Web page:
We were of course fortunate – for many projects the practical impediments to research plans during the Covid crisis will have been insurmountable. But each stage of the project, as new challenges emerged, a simple core principle emerged that we will take away for the future – that a strong and collaborative team (including the research participants) who are committed to the importance of the research, increases the chances of being able to ‘roll with it’ as the unexpected gets in the way of original plans.
I’ve always regretted not meeting Ken Pryce when he was in Bristol. He left in 1973 and I had only just arrived in the city in 1972. But his book Endless Pressure first published in 1979 was to be a great influence on me, so I was delighted when Jo Kontis came up with the idea of revisting his work including the PhD dissertation on which the book was based. Her aim of finding out what had since happened to some of the people who had featured in his original research seemed particularly important as many were elderly and their experience would soon be lost to posterity.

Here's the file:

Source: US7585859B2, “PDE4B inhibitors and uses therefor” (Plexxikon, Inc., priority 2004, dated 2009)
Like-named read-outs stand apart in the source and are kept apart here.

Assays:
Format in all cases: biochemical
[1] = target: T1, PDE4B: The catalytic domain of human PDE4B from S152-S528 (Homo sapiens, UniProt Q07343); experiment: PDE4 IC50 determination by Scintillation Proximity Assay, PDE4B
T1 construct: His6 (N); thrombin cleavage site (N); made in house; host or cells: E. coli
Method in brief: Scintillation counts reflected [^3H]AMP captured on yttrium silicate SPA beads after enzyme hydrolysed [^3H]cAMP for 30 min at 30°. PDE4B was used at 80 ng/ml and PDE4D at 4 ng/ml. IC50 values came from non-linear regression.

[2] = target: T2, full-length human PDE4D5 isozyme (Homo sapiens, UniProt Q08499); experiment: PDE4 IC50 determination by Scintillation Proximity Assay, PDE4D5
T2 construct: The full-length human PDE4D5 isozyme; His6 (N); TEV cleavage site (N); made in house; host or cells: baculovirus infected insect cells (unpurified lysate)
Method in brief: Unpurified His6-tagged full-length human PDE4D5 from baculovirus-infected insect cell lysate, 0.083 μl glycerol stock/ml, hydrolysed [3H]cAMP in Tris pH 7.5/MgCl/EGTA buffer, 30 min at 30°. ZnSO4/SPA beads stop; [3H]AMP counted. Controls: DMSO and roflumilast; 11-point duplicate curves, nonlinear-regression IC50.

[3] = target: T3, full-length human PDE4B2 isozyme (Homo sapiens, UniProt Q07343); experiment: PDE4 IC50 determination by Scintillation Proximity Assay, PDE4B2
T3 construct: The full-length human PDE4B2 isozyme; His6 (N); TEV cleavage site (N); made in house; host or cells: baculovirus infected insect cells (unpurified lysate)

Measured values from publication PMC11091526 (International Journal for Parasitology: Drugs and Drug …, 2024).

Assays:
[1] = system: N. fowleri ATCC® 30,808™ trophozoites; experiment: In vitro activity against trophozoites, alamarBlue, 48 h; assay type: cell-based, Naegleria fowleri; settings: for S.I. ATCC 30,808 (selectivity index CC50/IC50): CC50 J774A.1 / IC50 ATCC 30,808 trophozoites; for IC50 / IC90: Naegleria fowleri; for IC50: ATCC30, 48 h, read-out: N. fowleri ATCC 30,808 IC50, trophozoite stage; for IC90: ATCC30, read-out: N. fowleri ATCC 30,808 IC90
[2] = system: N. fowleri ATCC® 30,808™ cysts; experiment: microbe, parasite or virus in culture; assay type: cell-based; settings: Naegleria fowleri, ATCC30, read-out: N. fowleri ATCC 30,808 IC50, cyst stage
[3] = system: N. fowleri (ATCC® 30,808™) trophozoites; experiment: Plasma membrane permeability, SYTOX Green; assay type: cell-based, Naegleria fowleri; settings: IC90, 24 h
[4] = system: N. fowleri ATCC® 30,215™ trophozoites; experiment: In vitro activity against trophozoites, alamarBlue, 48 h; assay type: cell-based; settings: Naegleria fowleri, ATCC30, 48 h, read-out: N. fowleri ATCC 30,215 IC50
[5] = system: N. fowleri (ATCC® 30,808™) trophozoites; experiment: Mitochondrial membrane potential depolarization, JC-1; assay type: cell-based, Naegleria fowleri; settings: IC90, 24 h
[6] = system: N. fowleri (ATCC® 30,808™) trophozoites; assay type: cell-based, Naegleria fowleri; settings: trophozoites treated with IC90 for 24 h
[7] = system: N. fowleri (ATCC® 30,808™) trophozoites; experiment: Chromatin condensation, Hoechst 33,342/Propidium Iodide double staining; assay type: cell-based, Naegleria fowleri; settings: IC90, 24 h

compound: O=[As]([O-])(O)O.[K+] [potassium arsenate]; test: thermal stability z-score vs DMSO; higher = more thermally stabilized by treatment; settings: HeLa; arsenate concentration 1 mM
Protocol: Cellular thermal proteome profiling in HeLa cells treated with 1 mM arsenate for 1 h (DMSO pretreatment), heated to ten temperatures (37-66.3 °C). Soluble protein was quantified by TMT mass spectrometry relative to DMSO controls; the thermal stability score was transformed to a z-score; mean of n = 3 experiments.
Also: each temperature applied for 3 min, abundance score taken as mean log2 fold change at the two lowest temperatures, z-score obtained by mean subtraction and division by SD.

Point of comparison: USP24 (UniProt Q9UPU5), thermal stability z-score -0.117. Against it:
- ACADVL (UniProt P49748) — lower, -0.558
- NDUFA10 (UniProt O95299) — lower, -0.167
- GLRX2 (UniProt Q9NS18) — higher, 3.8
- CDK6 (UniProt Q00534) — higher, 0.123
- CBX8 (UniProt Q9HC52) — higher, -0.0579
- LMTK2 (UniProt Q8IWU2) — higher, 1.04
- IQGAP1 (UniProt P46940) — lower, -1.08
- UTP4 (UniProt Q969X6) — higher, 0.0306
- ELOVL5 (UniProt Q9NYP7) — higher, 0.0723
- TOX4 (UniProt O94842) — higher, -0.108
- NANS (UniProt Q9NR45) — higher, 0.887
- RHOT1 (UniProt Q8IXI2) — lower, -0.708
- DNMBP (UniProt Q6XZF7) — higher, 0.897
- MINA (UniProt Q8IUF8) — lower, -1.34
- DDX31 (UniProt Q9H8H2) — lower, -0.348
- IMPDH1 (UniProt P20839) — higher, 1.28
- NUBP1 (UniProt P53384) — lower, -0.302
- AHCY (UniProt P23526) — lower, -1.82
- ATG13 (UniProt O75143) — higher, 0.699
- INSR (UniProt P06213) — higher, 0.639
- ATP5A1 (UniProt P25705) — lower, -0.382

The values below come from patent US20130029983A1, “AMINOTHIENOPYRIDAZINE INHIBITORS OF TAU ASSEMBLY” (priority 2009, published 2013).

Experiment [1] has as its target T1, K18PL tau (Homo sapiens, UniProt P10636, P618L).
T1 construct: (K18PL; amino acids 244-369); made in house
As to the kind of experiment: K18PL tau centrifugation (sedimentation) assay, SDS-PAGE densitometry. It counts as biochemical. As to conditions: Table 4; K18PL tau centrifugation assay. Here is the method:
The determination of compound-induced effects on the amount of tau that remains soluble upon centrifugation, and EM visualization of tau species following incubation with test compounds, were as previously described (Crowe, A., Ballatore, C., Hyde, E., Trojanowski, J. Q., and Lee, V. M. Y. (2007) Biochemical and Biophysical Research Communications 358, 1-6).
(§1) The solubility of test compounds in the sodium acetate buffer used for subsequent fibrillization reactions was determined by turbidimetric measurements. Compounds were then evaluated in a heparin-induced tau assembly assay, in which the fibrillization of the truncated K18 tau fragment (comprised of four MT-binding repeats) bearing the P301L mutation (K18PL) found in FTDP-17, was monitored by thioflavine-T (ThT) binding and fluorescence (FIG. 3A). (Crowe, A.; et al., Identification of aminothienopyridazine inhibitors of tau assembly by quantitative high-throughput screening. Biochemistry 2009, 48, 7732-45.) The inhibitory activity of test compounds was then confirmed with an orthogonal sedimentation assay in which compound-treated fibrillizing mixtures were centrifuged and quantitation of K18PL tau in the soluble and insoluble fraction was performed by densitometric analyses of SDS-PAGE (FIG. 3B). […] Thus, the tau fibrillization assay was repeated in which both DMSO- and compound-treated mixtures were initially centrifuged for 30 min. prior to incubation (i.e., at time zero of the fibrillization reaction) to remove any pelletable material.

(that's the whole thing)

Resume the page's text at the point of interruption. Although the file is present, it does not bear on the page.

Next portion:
The project was also particularly timely given the present focus on racial injustice and the lack of diversity at institutions like the University of Bristol. What was life like for people from African-Caribbean backgrounds in Bristol (and the UK) in the post-war era and how have things changed since then? What can Pryce’s experience as a Black academic from Jamaica tell us about both mainland Britain and its former colonies? It also raises other questions which are preoccupying us all. These include issues of identity and the relationship between academia and the public. But the project also makes us reconsider issues around who is best placed to capture marginalized people’s experience and how that can best be done.
Though I never met Ken, I came to know many people whose lives he had touched, from some of the people he interviewed for his study to others outside St. Pauls. Given the anonymity which respondents were supposed to have enjoyed, I won’t list the names of the people whom he interviewed for the study whom I knew, but only those at the University of Bristol and elsewhere in Bristol. These included his supervisor Michael Banton, friends and supporters such as Professor Steve Fenton, and Angela Rodaway. What follows is a personal assessment of Ken Pryce’s life, approach and contribution, and is based both on his work and on conversations with some of the people (including friends and family members in the Caribbean) who knew him personally. I write both as a historian with an interest in oral history and the history of marginalized groups and as someone long engaged with examining issues of racism, ethnicity, gender and social justice in the public arena.
Who was Ken Pryce?